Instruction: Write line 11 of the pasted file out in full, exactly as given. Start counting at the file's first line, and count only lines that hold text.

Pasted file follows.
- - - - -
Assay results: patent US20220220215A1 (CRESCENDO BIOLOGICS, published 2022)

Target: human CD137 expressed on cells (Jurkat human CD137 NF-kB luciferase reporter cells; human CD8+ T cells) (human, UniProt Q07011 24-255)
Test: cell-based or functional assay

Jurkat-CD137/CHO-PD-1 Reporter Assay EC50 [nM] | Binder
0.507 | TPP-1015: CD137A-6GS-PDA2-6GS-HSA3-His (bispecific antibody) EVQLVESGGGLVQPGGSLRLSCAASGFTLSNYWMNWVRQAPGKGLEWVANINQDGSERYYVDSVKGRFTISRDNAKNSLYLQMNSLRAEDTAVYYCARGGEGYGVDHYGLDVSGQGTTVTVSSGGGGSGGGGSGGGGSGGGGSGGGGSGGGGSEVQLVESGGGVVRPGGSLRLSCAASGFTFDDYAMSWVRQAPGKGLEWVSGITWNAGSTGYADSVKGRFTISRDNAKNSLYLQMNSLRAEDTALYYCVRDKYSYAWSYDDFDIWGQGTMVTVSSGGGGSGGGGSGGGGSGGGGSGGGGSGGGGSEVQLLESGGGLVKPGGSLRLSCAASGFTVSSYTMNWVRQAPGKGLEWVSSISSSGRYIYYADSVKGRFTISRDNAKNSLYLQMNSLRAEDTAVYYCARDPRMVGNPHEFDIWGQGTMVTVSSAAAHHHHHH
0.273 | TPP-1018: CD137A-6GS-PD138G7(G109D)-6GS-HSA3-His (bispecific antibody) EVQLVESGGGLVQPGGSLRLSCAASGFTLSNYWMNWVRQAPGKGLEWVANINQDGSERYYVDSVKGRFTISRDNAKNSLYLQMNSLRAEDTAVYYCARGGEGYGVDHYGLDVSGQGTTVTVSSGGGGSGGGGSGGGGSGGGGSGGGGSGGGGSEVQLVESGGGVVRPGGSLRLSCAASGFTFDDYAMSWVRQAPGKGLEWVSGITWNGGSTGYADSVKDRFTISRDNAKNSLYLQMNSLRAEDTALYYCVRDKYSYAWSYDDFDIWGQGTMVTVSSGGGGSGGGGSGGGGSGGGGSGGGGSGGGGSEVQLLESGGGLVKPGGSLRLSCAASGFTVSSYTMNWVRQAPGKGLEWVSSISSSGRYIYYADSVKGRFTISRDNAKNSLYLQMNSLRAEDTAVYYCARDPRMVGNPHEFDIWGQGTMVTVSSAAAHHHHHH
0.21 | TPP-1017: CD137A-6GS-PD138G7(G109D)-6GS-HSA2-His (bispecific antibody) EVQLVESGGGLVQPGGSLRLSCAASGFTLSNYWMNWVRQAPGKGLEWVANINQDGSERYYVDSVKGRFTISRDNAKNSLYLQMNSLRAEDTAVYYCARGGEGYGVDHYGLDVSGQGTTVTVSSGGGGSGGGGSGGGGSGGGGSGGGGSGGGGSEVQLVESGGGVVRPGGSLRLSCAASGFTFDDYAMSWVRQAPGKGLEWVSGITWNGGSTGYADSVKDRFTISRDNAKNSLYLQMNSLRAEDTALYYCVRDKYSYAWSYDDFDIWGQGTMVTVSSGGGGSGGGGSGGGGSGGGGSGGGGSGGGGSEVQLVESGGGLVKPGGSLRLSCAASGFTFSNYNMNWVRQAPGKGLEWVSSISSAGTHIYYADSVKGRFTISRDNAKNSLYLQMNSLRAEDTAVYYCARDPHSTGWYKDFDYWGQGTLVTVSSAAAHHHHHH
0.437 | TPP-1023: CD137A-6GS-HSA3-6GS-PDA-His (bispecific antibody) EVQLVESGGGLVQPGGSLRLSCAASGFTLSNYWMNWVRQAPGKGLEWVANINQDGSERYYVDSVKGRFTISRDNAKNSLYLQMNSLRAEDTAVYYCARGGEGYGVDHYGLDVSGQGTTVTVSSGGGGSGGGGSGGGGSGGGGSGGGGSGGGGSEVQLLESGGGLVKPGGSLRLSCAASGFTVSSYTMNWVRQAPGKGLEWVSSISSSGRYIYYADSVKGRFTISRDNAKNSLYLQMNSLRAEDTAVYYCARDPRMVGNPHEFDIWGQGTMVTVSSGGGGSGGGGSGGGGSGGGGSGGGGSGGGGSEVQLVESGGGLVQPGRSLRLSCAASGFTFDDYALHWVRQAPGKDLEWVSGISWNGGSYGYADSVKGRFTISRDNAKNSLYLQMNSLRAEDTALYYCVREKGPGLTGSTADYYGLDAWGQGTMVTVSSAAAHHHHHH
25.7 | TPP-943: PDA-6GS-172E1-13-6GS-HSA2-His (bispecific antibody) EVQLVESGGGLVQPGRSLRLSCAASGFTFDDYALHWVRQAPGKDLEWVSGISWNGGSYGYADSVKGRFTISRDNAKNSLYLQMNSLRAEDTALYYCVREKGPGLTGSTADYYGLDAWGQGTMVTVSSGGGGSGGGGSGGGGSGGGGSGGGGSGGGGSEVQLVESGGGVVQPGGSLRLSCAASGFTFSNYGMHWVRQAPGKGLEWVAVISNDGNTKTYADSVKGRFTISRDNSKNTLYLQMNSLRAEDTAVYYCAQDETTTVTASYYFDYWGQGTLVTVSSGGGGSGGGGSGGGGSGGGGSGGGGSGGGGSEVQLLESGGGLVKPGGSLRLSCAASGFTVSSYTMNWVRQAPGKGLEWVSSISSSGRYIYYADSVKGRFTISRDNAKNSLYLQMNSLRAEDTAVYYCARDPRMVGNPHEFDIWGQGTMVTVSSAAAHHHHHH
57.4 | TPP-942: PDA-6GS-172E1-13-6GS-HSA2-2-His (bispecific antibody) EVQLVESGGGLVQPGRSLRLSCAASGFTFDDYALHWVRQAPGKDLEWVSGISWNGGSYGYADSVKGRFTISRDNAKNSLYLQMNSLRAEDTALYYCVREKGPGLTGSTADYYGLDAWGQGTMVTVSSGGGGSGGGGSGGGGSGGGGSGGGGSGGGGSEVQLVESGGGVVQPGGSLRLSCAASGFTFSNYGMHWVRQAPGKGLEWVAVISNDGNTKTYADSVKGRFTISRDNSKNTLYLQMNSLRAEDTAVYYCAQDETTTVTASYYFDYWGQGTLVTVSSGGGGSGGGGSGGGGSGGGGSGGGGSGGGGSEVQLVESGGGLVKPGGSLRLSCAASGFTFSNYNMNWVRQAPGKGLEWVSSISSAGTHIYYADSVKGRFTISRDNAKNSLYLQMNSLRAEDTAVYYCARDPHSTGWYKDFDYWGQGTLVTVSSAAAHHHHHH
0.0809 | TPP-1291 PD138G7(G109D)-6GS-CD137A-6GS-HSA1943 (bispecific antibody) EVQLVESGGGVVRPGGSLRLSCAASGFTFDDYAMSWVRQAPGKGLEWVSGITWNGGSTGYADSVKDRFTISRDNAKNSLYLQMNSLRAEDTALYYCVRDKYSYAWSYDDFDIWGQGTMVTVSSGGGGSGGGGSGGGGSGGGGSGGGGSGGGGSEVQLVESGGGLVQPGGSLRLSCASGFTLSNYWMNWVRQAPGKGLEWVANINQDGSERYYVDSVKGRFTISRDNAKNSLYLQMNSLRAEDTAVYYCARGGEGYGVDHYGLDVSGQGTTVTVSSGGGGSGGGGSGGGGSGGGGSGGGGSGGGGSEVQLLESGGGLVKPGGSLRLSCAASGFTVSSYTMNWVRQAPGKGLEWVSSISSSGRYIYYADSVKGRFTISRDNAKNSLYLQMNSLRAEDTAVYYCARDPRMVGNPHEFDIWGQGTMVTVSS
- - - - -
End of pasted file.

0.0809 | TPP-1291 PD138G7(G109D)-6GS-CD137A-6GS-HSA1943 (bispecific antibody) EVQLVESGGGVVRPGGSLRLSCAASGFTFDDYAMSWVRQAPGKGLEWVSGITWNGGSTGYADSVKDRFTISRDNAKNSLYLQMNSLRAEDTALYYCVRDKYSYAWSYDDFDIWGQGTMVTVSSGGGGSGGGGSGGGGSGGGGSGGGGSGGGGSEVQLVESGGGLVQPGGSLRLSCASGFTLSNYWMNWVRQAPGKGLEWVANINQDGSERYYVDSVKGRFTISRDNAKNSLYLQMNSLRAEDTAVYYCARGGEGYGVDHYGLDVSGQGTTVTVSSGGGGSGGGGSGGGGSGGGGSGGGGSGGGGSEVQLLESGGGLVKPGGSLRLSCAASGFTVSSYTMNWVRQAPGKGLEWVSSISSSGRYIYYADSVKGRFTISRDNAKNSLYLQMNSLRAEDTAVYYCARDPRMVGNPHEFDIWGQGTMVTVSS